"He always thought I tried to boss him and I did," she recalled with a laugh. "Not in an ugly way, though."
Tammy says Michael was quiet, but happy-go-lucky.
"He just was not really one that you really seek medical care," she recalled. "Just kind of stayed to himself ... And he just really never had any medical records or dental care."
Then came June 13, 2015. An SUV ran off Pickard Road in rural Lee County, overturned, and hit a utility pole. A good Samaritan on his way home saw the crash and leapt into action. He pulled an unconscious back-seat passenger out of a broken window, but before he could go back, the SUV burst into flames.
"The transformer right above us was just hanging by the wire and it started like ... it looked like fireworks," the man explained. "It blew up like right after that. And like the electric wires sounded like rubber bands bouncing off it when it blew up."
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Two people were still inside the SUV and both died. One was Michael Petty. His body, burned beyond recognition, was sent to the morgue at the state medical examiner's office in Raleigh for official identification while his grieving family started thinking about arrangements.
"The first thing in my mind was probably some type of cremation and getting with a funeral home within the next week or two and trying to figure out what we could do," his sister Tammy recalled.
But then a week or two turned into a month or two.
"They were trying to find if there was any medical records or dental records or any type of records that they could access ... to get his DNA and there was not," she said. "So we just had to wait it out."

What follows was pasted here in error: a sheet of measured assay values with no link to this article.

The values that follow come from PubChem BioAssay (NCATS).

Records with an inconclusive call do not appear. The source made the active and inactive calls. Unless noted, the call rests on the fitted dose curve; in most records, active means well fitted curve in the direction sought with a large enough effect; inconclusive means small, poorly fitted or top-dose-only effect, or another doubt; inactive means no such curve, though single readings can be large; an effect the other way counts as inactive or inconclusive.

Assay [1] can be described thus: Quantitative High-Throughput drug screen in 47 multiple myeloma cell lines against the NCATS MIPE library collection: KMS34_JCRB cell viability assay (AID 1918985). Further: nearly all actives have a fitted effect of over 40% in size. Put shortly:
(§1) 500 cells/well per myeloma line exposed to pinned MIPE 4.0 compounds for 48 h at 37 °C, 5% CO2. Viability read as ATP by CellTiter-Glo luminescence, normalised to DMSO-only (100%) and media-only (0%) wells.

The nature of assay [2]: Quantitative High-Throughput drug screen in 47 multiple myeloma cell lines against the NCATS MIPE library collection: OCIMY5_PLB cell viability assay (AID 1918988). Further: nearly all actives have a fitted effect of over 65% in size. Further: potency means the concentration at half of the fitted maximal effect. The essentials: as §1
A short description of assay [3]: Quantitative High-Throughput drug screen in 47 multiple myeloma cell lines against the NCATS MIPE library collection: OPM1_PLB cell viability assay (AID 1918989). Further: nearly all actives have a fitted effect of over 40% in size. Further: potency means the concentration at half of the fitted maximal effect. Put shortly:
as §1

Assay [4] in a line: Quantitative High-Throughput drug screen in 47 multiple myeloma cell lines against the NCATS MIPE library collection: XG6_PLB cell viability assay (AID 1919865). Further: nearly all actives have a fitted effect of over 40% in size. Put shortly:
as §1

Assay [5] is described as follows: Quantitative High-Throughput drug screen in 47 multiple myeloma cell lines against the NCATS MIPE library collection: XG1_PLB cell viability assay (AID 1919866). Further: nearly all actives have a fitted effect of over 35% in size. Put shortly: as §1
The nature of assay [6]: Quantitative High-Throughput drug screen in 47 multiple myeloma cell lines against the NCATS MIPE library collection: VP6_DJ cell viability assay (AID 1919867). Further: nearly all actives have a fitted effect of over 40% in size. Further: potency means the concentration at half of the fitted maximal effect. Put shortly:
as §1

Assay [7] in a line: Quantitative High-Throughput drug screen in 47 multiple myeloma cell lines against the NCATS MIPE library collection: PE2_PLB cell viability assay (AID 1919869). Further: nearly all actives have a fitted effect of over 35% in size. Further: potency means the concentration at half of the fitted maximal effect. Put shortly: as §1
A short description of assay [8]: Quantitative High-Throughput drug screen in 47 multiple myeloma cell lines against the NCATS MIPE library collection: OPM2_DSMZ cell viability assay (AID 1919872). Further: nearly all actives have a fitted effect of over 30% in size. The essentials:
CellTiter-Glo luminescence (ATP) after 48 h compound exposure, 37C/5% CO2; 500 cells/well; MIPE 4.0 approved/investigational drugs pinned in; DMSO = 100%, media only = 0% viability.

The wait would last more than a year with each day weighing heavy on the family.
"It's like unrest. Like you're not able to be settled because it's, you don't have closure," explained Michel's niece Franchesca Wicker.
The medical examiner's office explained why it took so long.
"The last resort for us, unlike on TV, was DNA testing," said Chief Medical Examiner Dr. Deborah Radisch.
And since DNA testing priorities go to major criminal cases, and is also very expensive, Michael's body stayed in the morgue.
"There's not money in our budget, there's not money in most medical examiner office's budgets to perform DNA testing," Radisch explained.
Watch: Dr. Radisch explains the process
"I just want people to be aware of what can happen to your family members and ... in that situation how would you handle it," said Michael's sister Tammy. "And be more, a little bit more, prepared than we were."
Dental x-rays are usually key in official identification.
"Often the back teeth are protected from the, from the fire. And those are often the most likely ones to have restorations, fillings that we can compare," Radisch explained.
But short of that, Dr. Radisch says they rushed DNA testing as best they could and were able to officially ID Michael after 15 months allowing his family to bury him late this summer and finally move on.
"After a year of not knowing for sure it did bring closure that he was finally resting," said Michel's niece Franchesca.
The family doesn't blame the medical examiner for the delay. They know it's unusual for someone to have no dental records. They just want to urge others to have some alternate form of ID. Even a cheap online fingerprint kit could save a lot of suffering.
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